1. It was a really weird experience! Even just going to the class, my husband was like, “You’re going to yoga?” Because he knew what that used to mean. I’m glad I went. Strangely enough, it was a good reminder of why I love running so much!

  2. I can’t imagine you hitting an ugly pose, but I appreciate that ugly is good and necessary! I don’t think I could ever devote myself to a full time yoga practice, because running is what “does it” for me. 🙂

    1. That was always my problem! I could never fully give up running, so I definitely had plenty of roadblocks in my yoga practice. Since abandoning my traditional practice, I enjoy taking vineyasa classes and yin yoga to get my yoga fix!

  3. Well what a beautiful post! Allison, the thing that has always shined out from your blog and your comments is your amazing inner beauty. Your zest for life. Your ability to make others feel special, even when they are amazed at everything u achieve. Do take some time to think and reflect and decide where u go next. And keep chasing rainbows. Even when things feel ugly. I loved this post and found it inspiring. Thank you

    1. Awwwww, thank you so much Niki!! I am so glad you enjoyed it. I really just had some random feelings that day and wanted to try to make some sense of them, and it turned into that! We have some really special and wonderful people in our awesome blog community and I love being part of it!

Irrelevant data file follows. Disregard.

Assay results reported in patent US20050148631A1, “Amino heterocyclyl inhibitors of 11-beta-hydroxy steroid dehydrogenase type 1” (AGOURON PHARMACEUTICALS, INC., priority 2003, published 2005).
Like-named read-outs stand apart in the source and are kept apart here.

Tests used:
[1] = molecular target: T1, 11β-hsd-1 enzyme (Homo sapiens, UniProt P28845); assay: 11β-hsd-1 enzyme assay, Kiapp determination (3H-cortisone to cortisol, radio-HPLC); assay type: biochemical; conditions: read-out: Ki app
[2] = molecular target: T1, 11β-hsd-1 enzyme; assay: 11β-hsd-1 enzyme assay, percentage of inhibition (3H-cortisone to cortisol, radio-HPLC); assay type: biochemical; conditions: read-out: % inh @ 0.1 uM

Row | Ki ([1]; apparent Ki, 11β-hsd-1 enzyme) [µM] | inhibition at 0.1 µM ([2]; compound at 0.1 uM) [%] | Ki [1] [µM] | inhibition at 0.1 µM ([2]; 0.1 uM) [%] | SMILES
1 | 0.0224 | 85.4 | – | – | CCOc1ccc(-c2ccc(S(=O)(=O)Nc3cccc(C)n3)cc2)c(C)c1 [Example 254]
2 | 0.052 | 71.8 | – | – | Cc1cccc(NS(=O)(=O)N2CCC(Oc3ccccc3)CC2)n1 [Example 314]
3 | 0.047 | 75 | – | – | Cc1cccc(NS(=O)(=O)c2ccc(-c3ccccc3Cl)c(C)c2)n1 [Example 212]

4. Oh I just love this! 2015 started off ugly for me as well and then it went up and down. I went to Vinyasa yoga today and it was great. I almost held the birds of paradise pose than longer before. The instructor even said twice to watch what I was doing to others…that felt kinda cool. Ugly is good, without ugly we cannot strive for better.

    1. I love that! “Without ugly, we cannot strive for better”. SO TRUE. I think it took me something like 1600 words and that is exactly what I meant to say, haha! I saw your yoga mat on Instagram today and I was excited to see you went to yoga! Bird of Paradise pose is so tough – I always fall out of that one because I am terrible at balancing, but it is so beautiful!! You are awesome!